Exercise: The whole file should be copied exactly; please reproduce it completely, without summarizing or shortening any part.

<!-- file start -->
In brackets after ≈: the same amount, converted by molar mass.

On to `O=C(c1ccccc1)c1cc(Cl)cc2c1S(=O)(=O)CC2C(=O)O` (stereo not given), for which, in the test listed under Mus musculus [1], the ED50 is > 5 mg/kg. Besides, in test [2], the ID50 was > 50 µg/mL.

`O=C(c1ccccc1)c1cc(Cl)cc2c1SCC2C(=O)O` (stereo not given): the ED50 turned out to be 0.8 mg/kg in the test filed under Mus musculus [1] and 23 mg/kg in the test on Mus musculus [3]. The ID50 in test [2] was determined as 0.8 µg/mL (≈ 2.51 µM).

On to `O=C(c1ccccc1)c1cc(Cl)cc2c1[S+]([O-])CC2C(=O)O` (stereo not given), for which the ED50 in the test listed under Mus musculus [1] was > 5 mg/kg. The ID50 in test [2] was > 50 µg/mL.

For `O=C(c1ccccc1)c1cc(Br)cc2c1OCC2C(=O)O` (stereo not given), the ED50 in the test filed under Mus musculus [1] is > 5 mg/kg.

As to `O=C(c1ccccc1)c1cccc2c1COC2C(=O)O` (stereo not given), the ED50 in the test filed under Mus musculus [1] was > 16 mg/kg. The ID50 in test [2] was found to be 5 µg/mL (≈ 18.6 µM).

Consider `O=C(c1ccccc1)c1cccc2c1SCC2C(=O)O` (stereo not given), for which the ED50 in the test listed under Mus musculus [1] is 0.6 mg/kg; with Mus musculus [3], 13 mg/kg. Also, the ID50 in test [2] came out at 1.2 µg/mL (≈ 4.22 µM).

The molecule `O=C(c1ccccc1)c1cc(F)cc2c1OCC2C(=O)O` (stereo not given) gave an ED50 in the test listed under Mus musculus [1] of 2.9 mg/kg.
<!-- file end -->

In brackets after ≈: the same amount, converted by molar mass.

On to `O=C(c1ccccc1)c1cc(Cl)cc2c1S(=O)(=O)CC2C(=O)O` (stereo not given), for which, in the test listed under Mus musculus [1], the ED50 is > 5 mg/kg. Besides, in test [2], the ID50 was > 50 µg/mL.

`O=C(c1ccccc1)c1cc(Cl)cc2c1SCC2C(=O)O` (stereo not given): the ED50 turned out to be 0.8 mg/kg in the test filed under Mus musculus [1] and 23 mg/kg in the test on Mus musculus [3]. The ID50 in test [2] was determined as 0.8 µg/mL (≈ 2.51 µM).

On to `O=C(c1ccccc1)c1cc(Cl)cc2c1[S+]([O-])CC2C(=O)O` (stereo not given), for which the ED50 in the test listed under Mus musculus [1] was > 5 mg/kg. The ID50 in test [2] was > 50 µg/mL.

For `O=C(c1ccccc1)c1cc(Br)cc2c1OCC2C(=O)O` (stereo not given), the ED50 in the test filed under Mus musculus [1] is > 5 mg/kg.

As to `O=C(c1ccccc1)c1cccc2c1COC2C(=O)O` (stereo not given), the ED50 in the test filed under Mus musculus [1] was > 16 mg/kg. The ID50 in test [2] was found to be 5 µg/mL (≈ 18.6 µM).

Consider `O=C(c1ccccc1)c1cccc2c1SCC2C(=O)O` (stereo not given), for which the ED50 in the test listed under Mus musculus [1] is 0.6 mg/kg; with Mus musculus [3], 13 mg/kg. Also, the ID50 in test [2] came out at 1.2 µg/mL (≈ 4.22 µM).

The molecule `O=C(c1ccccc1)c1cc(F)cc2c1OCC2C(=O)O` (stereo not given) gave an ED50 in the test listed under Mus musculus [1] of 2.9 mg/kg.